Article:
Guest Posts

MBA Applicants: How to Tell a Story

March 8 2016 By The MBA Exchange
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Guest post by Seth Gilmore, Tuck MBA and Senior Admissions Consultant, The MBA Exchange

When in a business school interview and asked by the admissions officer to talk about your leadership skills, you probably shouldn’t say anything like, “trust me, I’m a great leader; in fact, I’m probably the greatest leader you’ve ever interviewed.” That sort of response may work if you’re running for political office, but this is serious business, folks — you will need to have a better response than that to get into the business school of your dreams.

The art of applying to top MBA programs is largely about storytelling. If, for example, you’re asked about your leadership skills, and you will be, it is far more effective to respond not with a simple declarative statement but instead with a story that neatly illustrates your leadership prowess. If the reader or listener can easily divine your meaning from your succinct, entertaining anecdote, you will have done a skillful job of convincing him or her that what you’ve said is actually true.

But how does an MBA applicant tell a story? Having reviewed hundreds of business school application essays over the years, I can confidently tell you that for many candidates the answer to that question is: “Not very well.” That won’t be you, though.

Here are the five crucial components to telling a story in the context of applying to business school. My best advice is to include each component in the following order:

1. Problem — “Here’s the problem or opportunity I encountered…” This is where you lay the groundwork for your story. You invite the reader in and make sure he or she is properly oriented in order to fully appreciate the rest of your story. Having worked with a lot of highly intelligent and extremely accomplished clients over the years at The MBA Exchange, I’m nonetheless amazed to find, year after year, that nearly every single one of them begins their work with me whilst suffering from the same pervasive affliction – “occupational myopia.” That is, they are unable to clearly explain to others what it is that they do for a living. Instead, they simply assume that the reader already understands their professional world, the insider lingo, etc. Yuuuuuuge mistake. The likelihood is that the reader does not understand your world; and your essay, which assumes that they do, winds up confusing if not insulting them. If there’s a more direct route to the “application denied” pile, I haven’t seen it.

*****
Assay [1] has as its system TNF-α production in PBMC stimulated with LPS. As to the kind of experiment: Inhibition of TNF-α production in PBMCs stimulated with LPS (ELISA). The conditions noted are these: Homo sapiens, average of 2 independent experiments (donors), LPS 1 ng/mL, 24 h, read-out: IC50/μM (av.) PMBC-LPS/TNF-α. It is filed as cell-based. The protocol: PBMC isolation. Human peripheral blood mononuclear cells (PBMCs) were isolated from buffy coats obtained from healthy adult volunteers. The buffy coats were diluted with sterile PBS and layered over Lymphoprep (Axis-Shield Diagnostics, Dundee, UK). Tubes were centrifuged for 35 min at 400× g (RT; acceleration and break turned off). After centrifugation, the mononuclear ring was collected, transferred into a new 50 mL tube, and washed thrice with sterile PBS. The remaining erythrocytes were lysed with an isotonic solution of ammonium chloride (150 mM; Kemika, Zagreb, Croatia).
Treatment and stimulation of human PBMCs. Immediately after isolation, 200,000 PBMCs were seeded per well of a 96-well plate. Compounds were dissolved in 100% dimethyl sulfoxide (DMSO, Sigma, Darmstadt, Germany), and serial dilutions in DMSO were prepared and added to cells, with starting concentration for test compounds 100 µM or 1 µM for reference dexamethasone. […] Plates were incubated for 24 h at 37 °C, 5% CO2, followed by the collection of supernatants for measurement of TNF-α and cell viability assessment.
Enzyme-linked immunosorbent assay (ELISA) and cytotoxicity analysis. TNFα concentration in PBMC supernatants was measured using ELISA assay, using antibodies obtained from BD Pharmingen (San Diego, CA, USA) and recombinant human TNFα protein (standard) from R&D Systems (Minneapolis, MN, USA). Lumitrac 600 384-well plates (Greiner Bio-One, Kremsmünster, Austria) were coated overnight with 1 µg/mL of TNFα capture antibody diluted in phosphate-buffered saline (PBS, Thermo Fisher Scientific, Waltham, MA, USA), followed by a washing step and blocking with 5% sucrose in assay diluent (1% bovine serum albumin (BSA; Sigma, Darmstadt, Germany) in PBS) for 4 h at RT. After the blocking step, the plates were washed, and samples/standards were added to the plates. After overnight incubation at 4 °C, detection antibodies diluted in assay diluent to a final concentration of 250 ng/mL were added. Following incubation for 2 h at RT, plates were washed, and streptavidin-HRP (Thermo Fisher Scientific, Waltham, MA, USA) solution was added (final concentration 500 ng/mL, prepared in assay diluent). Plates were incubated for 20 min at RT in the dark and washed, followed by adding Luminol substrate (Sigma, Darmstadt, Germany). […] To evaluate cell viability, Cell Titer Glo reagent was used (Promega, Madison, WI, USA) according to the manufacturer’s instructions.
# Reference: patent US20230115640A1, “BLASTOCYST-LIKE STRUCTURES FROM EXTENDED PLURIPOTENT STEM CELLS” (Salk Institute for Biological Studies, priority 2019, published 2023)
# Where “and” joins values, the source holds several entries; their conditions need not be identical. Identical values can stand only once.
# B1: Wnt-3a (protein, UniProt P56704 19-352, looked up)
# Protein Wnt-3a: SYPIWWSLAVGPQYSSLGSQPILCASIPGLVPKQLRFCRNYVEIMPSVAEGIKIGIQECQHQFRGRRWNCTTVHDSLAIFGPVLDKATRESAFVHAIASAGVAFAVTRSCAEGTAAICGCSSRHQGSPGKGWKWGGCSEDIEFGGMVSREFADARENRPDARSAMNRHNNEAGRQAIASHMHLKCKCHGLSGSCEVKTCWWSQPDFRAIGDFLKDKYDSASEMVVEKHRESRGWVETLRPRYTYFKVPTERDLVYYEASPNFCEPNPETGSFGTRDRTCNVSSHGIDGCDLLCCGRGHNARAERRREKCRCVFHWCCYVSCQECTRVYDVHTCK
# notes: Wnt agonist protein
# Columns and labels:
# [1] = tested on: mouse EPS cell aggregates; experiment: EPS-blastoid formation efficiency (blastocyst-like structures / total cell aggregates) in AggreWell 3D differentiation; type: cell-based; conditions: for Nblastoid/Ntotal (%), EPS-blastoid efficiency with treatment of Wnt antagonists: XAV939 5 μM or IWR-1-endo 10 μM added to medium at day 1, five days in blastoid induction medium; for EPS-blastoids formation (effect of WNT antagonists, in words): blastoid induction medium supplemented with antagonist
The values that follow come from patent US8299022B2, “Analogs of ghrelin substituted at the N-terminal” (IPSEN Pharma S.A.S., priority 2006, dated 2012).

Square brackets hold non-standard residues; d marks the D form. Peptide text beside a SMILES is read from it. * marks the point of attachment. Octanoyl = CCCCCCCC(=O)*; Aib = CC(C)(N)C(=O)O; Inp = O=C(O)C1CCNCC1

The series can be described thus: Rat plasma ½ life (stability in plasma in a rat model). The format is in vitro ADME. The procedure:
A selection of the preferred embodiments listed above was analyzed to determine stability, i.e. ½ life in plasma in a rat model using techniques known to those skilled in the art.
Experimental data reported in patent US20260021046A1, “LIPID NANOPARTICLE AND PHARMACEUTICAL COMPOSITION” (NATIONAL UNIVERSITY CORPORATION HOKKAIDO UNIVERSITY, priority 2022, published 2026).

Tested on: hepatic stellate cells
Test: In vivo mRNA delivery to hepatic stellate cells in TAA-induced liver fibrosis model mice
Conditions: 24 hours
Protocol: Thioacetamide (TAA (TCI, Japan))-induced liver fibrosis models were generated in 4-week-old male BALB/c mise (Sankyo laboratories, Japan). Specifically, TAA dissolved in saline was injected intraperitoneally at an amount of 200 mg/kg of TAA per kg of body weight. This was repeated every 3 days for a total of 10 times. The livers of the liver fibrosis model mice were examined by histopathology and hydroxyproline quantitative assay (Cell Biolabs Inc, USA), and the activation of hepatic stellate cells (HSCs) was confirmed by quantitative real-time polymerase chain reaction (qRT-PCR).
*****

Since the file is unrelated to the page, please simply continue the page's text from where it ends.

2. Analysis — “Here is how I tackled the problem, who I spoke to, the strategy I devised.” This is where you demonstrate your ability to think strategically, like an MBA student. What was the thought process that led you to act the way you did? What alternatives did you consider? How did you choose the best one?

3. Action — “Here is the action I took based on my analysis.” Having said how you decided to do it, here’s where you actually do, do it. Keep it short. Keep it sweet. Most applicants spend the bulk of their essays here, boring the reader to death with their turgid exploits. You should spend the least amount of time here — it’s purely functionary.

4. Result — “Here is what happened as a result of the action that I took.” Pretty simple, right? I did X, and Y was the astonishing result. Don’t feel like you always need to be the hero, though. The adcom will have read thousands of stories, the vast majority of which A) end on this step and B) tend toward boastfulness. It gets dull. Once in a while, consider failure. Don’t be afraid to tell a story in which you, with the best of intentions, screwed up. If you convey it just right, this story element can demonstrate your humility, your maturity and your capacity to learn.

5. Lesson/Insight — “Here is what I learned from this experience, here’s what I now think, here’s why this was important.” This is by far the most important component of your story but amazingly, many applicants leave it out entirely! Ideally this will take up a full third of your word count because this is where you truly demonstrate your management potential. Done well, this is where you’ll make a strong, positive impression upon the reader about your true potential as a student, classmate and future leader.

Now granted, that’s a lot of stuff to cram into a short essay, say one with a 500-word limit. But this is where a professional admissions consultant can be especially helpful to you, by ensuring that you include all of the required components, that you keep them in order and that you do so authentically and economically. Why not begin the process of planning and crafting your own story today, with a free, expert analysis of your MBA candidacy?